# Stream Processor q API

## Operator syntax

Pipeline API operators are designed to be chained, as in the examples, in a form that will be familiar to users of libraries such as jQuery.

APIs are executed from left to right (or top to bottom when newlines are added) and are designed to be composed for human readability. For example, in the following case, data would be read from Kafka, transformed through a JSON decoder, windowed and written to an Insights stream.

.qsp.run
.qsp.read.fromKafka[trades]
.qsp.decode.json[]
.qsp.window.tumbling[00:00:05; time]
.qsp.write.toStream[]

### Implicit last argument

Each .qsp operator returns an object representing a ‘node’ configuration; and takes a node configuration as its last argument. That last argument is left implicit in the API documentation: each operator therefore has a rank higher than documented.

Pipeline API operators are invoked as projections on their implicit last arguments and therefore must be applied using bracket notation only, never prefix.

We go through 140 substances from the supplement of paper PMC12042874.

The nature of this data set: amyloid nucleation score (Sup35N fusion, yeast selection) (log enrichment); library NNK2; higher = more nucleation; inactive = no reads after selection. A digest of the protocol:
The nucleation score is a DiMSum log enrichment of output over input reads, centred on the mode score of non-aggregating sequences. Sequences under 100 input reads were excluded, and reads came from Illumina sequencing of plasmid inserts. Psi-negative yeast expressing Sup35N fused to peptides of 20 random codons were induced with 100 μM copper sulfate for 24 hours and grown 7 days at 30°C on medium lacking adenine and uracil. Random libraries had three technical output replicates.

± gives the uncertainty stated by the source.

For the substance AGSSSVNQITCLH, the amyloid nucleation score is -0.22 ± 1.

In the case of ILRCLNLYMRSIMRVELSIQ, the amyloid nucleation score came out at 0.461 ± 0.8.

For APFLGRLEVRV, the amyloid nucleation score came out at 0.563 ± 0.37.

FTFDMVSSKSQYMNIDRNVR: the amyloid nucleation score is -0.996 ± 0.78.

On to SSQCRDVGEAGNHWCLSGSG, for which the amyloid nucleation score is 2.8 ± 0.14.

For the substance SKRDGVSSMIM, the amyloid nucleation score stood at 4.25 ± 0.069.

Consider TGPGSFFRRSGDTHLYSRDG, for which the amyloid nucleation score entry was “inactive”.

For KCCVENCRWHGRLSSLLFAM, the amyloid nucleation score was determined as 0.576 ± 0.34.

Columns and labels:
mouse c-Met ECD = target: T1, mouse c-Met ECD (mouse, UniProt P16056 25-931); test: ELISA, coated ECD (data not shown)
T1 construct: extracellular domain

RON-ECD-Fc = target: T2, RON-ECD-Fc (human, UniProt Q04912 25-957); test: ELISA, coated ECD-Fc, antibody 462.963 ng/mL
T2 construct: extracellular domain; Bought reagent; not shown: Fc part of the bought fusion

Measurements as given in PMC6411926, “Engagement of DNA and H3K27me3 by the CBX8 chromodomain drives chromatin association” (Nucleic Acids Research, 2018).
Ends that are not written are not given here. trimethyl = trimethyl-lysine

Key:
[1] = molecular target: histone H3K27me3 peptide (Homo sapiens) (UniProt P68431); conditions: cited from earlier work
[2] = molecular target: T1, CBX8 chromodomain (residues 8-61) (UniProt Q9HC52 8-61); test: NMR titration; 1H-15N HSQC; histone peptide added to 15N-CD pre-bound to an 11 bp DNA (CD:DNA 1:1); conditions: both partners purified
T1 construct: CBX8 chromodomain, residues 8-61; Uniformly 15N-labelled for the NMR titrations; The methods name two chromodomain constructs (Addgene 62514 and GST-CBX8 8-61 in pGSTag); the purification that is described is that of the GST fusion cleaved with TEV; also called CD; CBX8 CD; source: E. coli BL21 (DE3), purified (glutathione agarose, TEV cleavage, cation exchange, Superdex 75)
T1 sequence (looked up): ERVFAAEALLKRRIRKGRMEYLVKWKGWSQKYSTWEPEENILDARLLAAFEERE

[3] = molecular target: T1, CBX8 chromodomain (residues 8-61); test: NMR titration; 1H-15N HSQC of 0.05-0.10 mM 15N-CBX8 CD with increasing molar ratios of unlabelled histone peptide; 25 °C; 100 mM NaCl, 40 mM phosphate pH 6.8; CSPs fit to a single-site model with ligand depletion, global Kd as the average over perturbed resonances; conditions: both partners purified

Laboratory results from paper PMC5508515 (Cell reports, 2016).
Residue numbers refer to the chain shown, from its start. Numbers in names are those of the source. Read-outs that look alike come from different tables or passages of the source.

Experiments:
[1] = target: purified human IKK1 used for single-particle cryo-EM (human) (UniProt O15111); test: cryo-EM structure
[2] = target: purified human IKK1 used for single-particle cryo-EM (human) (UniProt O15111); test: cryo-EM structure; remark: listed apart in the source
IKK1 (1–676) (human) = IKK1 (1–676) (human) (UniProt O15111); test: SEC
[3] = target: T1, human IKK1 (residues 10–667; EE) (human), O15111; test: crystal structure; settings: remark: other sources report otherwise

### Implicit penultimate argument

Many Pipeline API operators are variadic; most take a penultimate argument of custom configuration options.

If .qsp.foo is a Pipeline API operator that takes arguments x and y and optionally cco a dictionary of custom configuration options, its true signatures are

.qsp.foo[x;y;node]
.qsp.foo[x;y;cco;node]

To limit duplication in the documentation, neither the cco nor the node arguments are documented. The signature would be documented as

.qsp.foo[x;y]

An important consequence is that

.qsp.foo[x;y]
.qsp.foo[x;y;cco]

are both unary projections.

### Order of evaluation

Successive Pipeline API operators modify the node configuration and pass it along the chain for eventual evaluation, reversing the apparent evaluation order.

In

prd
{x where x>5}
til 8

q evaluates first til 8, then the lambda, then prd, but in

.qsp.run
.qsp.write.toConsole[]
because actual evaluation is handled by .qsp.run, the table refData is read before its contents are written to the console.